CANTON, Ohio (AP) — Michael Strahan is pleased to know he is scheduled to go last during the Pro Football Hall of Fame induction ceremonies.
That means the former New York Giants star pass-rusher won’t be the first to break down in tears once the 2014 seven-member class is inducted Saturday.
“I am not going to be the first one to crack,” Strahan pronounced with a familiar gap-toothed grin Friday. “But it’ll be interesting. I just told the guys, ‘It’s OK. If you’re going to cry, this is the opportunity to cry where nobody can say anything to you.'”
If that’s the case, Andre Reed might not make it through Friday. The former Buffalo Bills receiver was having trouble keeping his emotions in check after meeting former teammate, quarterback Jim Kelly, who is battling cancer.
“I almost broke down and cried,” Reed said. “Three months ago, we didn’t know if (Kelly) was going to be in Canton. Yeah, my heart kind of beat a bit faster when I saw him.”
There’ll be plenty of emotions given the varied backgrounds of the inductees.
It’s a group that includes two first-time ballot selections, Tampa Bay linebacker Derrick Brooks and Seattle offensive tackle Walter Jones. Then there’s Arizona/St. Louis defensive back Aeneas Williams and Oakland’s Ray Guy, the first full-time punter inducted.
And don’t forget Atlanta/Philadelphia defensive end Claude Humphrey, who waited 28 years to hear his name called.
“It’s a great moment,” said the 70-year-old Humphrey, who earned six Pro Bowl selections during a 13-year career. “It came at a time in my life where there wasn’t a whole lot of other things going on. It gave the career I worked so hard on, a little rejuvenation.”
Humphrey brings the history and Strahan the buzz, in having become a commercial pitchman and talk-show host. And Guy is bringing a 20-member punter posse to help him celebrate.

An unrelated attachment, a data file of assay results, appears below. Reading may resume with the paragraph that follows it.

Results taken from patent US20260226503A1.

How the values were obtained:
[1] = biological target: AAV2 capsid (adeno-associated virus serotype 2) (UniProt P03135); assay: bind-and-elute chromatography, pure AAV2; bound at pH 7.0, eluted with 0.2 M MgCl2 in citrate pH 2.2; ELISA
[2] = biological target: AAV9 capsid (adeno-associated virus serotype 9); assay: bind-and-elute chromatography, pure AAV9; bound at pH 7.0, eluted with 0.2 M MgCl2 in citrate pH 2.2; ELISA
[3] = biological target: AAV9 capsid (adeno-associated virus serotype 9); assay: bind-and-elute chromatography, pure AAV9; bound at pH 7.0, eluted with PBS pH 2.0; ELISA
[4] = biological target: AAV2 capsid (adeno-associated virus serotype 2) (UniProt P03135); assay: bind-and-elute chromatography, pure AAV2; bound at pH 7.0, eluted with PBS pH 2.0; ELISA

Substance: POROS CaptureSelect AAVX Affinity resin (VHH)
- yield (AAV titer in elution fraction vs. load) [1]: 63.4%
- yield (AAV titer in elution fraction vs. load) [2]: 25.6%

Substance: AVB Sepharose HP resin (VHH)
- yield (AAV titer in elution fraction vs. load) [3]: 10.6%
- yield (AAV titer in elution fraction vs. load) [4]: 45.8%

“It’s bigger than me,” said Guy, who is being inducted 28 years after he retired. “It is a part of them, too, because I am now representing every one of them.”
At 64, Guy also holds a special place among members of his induction class.
“I remember watching games, and he had this hang time,” Williams said. “I was able to go to the restroom, get some food, and the ball would still be in the air. That’s what Ray Guy means in terms of his influence on the game of football.”
There are plenty of eye-popping stats among a class that has a combined 55 Pro Bowl selections.
And they are all considered equals, no matter their positions.
“This is the Hall of Fame. It’s not about one player or one person and what they’ve done,” Strahan said. “Plain and simple, you’ve got to humble yourself because everybody here has had their moment.”
Strahan had plenty in establishing himself as one of the NFL’s top pass-rushers over a 15-year career that ended after helping the Giants beat New England in the 2008 Super Bowl. He set the league’s single-season record with 22 1/2 sacks in 2001, and ranks fifth on the all-time list with 141 1/2.
Reed was a member of the Kelly-quarterbacked team that made and lost four consecutive Super Bowl appearances in the early 1990s. He ranked fourth in the NFL with 13,198 yards receiving at the time he retired after the 2000 season.
Guy was selected to the NFL’s 75th anniversary team, and helped change the punter position by introducing terms such as “hang time” into the vernacular.
Williams was an eight-time Pro Bowl selection, who finished with 55 interceptions, plus six in the postseason.
Jones is regarded as one of the game’s best tackles during a 12-season career in Seattle.
And then there’s Brooks, an 11-time Pro Bowl selection. Though comparably undersized at 6 feet and 232 pounds, he helped anchor the Buccaneers’ defense that keyed a Super Bowl run in 2002 and ranked among the NFL’s best for more than a decade.
“I’m excited about our class, being part of history,” said Brooks who then listed the accomplishments of each and every one of his fellow inductees.
He ended with Guy, by noting the punter’s long wait to be inducted.
“To hear Ray talk about him going in, he doesn’t talk about the wait. He talks about the fact that he’s here,” Brooks said. “And that’s what I’m going to talk about, not 20 years ago, but talking about what we’re doing now.”